The superheated insurance segment may be cooling a bit, according to the latest quarterly survey of independent insurance agents/brokers by Reagan Consulting.
“All lines (commercial, personal and group benefits) grew at a slower pace in Q1 2015 than in Q1 2014,” Reagan Consulting reported. The biggest dip came in commercial lines, which fell from 8.4 percent in 1Q14 to 6.6 percent in this year’s first quarter.
“Key factors were softening pricing and an inconsistent U.S. economy,” Reagan said.
Other key findings of the quarterly survey of 130 mid-size and large agencies and brokerage firms included:
Benefits growth, at 4.5 percent, slipped from the 5 percent growth rate of Q1 2014;
Personal lines growth slipped to 1.3 percent versus 2.8 percent in Q1 2014;
Profitability as measured by pro forma EBITDA (earnings before interest, taxes, depreciation and amortization) margin was 29 percent in Q1 2015, a decline from 29.9 percent in Q1 2014;
A median organic growth of 5.8 percent for the first quarter of 2015, a drop from 6.2 percent from the first quarter of 2014.
Agents and brokers project full-year 2015 EBITDA of 20 percent and a 6 percent organic growth rate for 2015, Reagan said.
Reagan noted that 2014’s first-quarter profitability report represented an all-time high for first-quarter profitability, and that Q115 results were still comparatively strong.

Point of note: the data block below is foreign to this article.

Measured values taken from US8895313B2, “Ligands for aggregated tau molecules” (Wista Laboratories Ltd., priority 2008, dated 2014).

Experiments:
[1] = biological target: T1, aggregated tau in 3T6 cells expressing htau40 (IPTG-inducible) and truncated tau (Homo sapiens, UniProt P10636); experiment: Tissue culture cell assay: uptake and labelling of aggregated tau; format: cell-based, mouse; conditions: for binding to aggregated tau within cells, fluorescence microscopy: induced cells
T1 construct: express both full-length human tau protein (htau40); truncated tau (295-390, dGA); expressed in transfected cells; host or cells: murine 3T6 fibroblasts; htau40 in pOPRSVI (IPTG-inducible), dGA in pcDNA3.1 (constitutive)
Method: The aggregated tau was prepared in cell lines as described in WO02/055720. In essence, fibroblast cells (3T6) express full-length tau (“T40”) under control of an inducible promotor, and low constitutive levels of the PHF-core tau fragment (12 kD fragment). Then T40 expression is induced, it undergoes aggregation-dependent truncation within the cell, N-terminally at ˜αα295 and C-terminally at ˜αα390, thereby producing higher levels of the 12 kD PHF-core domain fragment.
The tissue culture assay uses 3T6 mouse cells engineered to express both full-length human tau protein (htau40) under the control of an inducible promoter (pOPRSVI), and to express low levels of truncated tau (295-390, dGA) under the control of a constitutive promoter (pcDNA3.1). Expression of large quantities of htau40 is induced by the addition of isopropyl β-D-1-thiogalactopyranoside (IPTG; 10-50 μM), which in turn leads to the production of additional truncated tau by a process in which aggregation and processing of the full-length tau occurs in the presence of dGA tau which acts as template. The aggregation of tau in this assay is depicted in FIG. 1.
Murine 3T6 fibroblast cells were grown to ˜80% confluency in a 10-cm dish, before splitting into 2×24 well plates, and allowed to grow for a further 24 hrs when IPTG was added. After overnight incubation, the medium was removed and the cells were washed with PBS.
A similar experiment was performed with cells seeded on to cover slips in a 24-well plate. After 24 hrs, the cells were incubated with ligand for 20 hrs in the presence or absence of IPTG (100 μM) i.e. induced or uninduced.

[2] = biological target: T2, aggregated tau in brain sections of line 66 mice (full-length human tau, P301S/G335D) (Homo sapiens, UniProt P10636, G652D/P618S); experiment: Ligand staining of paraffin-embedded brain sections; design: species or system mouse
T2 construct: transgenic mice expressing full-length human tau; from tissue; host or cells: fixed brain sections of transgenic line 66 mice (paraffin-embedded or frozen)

“Growth is holding relatively strong despite the decline in pricing,” said Kevin Stipe, president of Reagan Consulting.
Stripe cited a first quarter rate decline of 2.3 percent as reported by the Council of Insurance Agents and Brokers commercial P/C survey as the fastest rate drop in property/casualty pricing since 2010.
“This signals the industry has moved from flat pricing to true softening,” Stipe said.
Meantime, Reagan said the industry’s record-breaking valuations are setting the stage for major M&A activity. The current speculation about a major Aetna acquisition illustrates what’s taking place in marketplace.
“The deal multiples being delivered have steadily increased in recent years. In fact, multiples have increased by roughly 8-10 percent over just the past 12 to 18 months,” said Stipe. “These record multiples create opportunity for potential sellers; are a major nuisance for those desiring to remain independent; or are a source of frustration for buyers who struggle to get deals done or fail to get strong financial returns based on the valuation they must deliver.”